I had been looking forward to reading my Glendale News-Press (headline: "Glendale Agog Over Marcia Clark's New Hair-do"). The room was full of bandaged, bored people. Why pick on me?
"Let's have a look at your forearm," she said. She peered at the same red blot that I had casually shown the receptionist when I arrived. "Yup," she said, "She was right. TB positive."
When I moved to Los Angeles more than three years ago, I brought certain expectations, mostly the consequence of watching bad television. I knew people could be shot at random, especially if they strayed into gang- occupied areas; I should not have been surprised to be mugged, or burgled.
What I had not anticipated was encountering a disease which (in my ill-informed view) was largely the preserve of 19th-century Romantic poets and, in the US at least, 20th-century down-and-outs. It was my fault: for too long I had tempted fate by scoffing at Californian friends for worrying obsessively about their iron intake, their personal training regimes ...
The nurse was quick to put matters in proportion. "You don't actually have TB," she said, "It's an airborne disease, and this skin test just means you have been exposed to it, that it's somewhere in your system, and that there's an outside chance you could develop it."
There was a choice: it could be treated by a drug, but this could damage the liver and had even, in rare cases, led to death. More to the point, the course took at least six months, during which all alcohol was banned. Or one could do nothing, and hope to be among the 90-95 per cent who test "TB positive" but never get the disease. After a chest x-ray, which found nothing, the latter course was adopted.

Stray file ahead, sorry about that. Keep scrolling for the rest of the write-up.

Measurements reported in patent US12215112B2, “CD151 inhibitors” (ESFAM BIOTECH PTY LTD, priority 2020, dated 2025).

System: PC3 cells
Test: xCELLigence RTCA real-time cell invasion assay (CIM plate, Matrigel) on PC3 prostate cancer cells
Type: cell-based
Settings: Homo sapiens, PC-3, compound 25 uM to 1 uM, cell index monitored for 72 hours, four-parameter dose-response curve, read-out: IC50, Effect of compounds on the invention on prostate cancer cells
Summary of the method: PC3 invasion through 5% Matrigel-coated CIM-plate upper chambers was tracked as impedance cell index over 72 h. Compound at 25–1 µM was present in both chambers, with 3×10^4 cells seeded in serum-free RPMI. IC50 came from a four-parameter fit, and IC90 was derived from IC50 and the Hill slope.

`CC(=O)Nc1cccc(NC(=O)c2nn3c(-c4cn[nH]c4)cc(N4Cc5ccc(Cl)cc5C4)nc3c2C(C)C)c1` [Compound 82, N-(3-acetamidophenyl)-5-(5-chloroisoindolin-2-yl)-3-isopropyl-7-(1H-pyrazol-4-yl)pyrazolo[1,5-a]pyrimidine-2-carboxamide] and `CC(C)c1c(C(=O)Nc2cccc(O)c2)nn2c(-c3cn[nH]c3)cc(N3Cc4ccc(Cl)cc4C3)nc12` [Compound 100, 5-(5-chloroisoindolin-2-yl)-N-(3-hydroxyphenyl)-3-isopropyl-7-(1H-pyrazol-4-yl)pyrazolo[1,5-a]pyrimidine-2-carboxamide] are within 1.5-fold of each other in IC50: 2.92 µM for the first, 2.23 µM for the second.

No one knows precisely how many in the US are "TB positive". Not everyone is screened and the test is not always accurate (especially among those who have had the BCG vaccination in Britain). But a tentative estimate is about 10 per cent - a figure that rises to 50 per cent among the homeless, the incarcerated, and some immigrant groups. TB is everywhere.
Until the past two years, it has been spreading like wildfire, particularly among the homeless and impoverished in metropolitan areas such as Los Angeles and New York. Latest figures (for 1993) from the Centre for Disease Control and Prevention show there were 25,287 full-blown TB cases in America - a figure that has risen by 20 per cent in the past decade, after a long period of steady decline.
Medical experts cite many reasons - the emergence of the HIV virus, global air travel, the growth of a deprived underclass, drug abuse, and immigration.
But health authorities have a still greater reason for concern. While most TB cases can usually be cured (except among Aids sufferers), these do not include emerging drug resistant varieties.
Some of these can conquer as many as 11 types of drugs, either killing their victims or dooming them to life in isolation. So far only 1.6 per cent of California cases have been classified multi-drug resistant.
Just now Americans are particularly attuned to the risk of large-scale epidemics. Two years ago, an intestinal parasite, cryptosporidium, infected 403,000 people in Milwaukee, the largest attack of waterborne illness in US history. Americans have watched with horror as cholera has re-established itself among their Hispanic neighbours.
The topic, the subject of a forthcoming White House conference, is high on the national agenda - The Hot Zone, Richard Preston's book about the spread of a deadly African virus is a best-seller. Even Hollywood has taken it up, with Dustin Hoffman's The Outbreak.
But it is serious. At a panel on infectious diseases in Washington last month, the Nobel-prize winning biologist Joshua Lederberg asked: "Will we get them, before the bugs get us?" He was in deadly earnest.